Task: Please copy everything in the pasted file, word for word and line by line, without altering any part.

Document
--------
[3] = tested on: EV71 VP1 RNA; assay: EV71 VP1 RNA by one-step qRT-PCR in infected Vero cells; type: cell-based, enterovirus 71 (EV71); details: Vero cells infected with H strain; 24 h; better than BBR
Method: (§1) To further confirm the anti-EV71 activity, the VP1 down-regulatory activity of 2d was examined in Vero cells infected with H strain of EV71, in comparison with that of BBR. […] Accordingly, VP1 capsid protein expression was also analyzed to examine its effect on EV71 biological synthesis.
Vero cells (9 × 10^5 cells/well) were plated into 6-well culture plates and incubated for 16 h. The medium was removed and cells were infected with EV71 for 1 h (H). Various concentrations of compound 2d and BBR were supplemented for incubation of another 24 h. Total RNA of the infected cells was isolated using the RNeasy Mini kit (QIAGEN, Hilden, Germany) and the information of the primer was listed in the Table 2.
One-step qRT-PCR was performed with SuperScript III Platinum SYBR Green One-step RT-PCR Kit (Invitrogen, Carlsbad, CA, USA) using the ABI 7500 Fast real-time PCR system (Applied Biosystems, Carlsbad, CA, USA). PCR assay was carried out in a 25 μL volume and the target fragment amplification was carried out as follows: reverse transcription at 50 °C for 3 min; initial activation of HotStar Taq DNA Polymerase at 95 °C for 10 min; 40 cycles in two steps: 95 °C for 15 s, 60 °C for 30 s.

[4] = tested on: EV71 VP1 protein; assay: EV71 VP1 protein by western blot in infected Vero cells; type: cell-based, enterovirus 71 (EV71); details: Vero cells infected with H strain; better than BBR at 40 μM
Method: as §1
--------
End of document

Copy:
[3] = tested on: EV71 VP1 RNA; assay: EV71 VP1 RNA by one-step qRT-PCR in infected Vero cells; type: cell-based, enterovirus 71 (EV71); details: Vero cells infected with H strain; 24 h; better than BBR
Method: (§1) To further confirm the anti-EV71 activity, the VP1 down-regulatory activity of 2d was examined in Vero cells infected with H strain of EV71, in comparison with that of BBR. […] Accordingly, VP1 capsid protein expression was also analyzed to examine its effect on EV71 biological synthesis.
Vero cells (9 × 10^5 cells/well) were plated into 6-well culture plates and incubated for 16 h. The medium was removed and cells were infected with EV71 for 1 h (H). Various concentrations of compound 2d and BBR were supplemented for incubation of another 24 h. Total RNA of the infected cells was isolated using the RNeasy Mini kit (QIAGEN, Hilden, Germany) and the information of the primer was listed in the Table 2.
One-step qRT-PCR was performed with SuperScript III Platinum SYBR Green One-step RT-PCR Kit (Invitrogen, Carlsbad, CA, USA) using the ABI 7500 Fast real-time PCR system (Applied Biosystems, Carlsbad, CA, USA). PCR assay was carried out in a 25 μL volume and the target fragment amplification was carried out as follows: reverse transcription at 50 °C for 3 min; initial activation of HotStar Taq DNA Polymerase at 95 °C for 10 min; 40 cycles in two steps: 95 °C for 15 s, 60 °C for 30 s.

[4] = tested on: EV71 VP1 protein; assay: EV71 VP1 protein by western blot in infected Vero cells; type: cell-based, enterovirus 71 (EV71); details: Vero cells infected with H strain; better than BBR at 40 μM
Method: as §1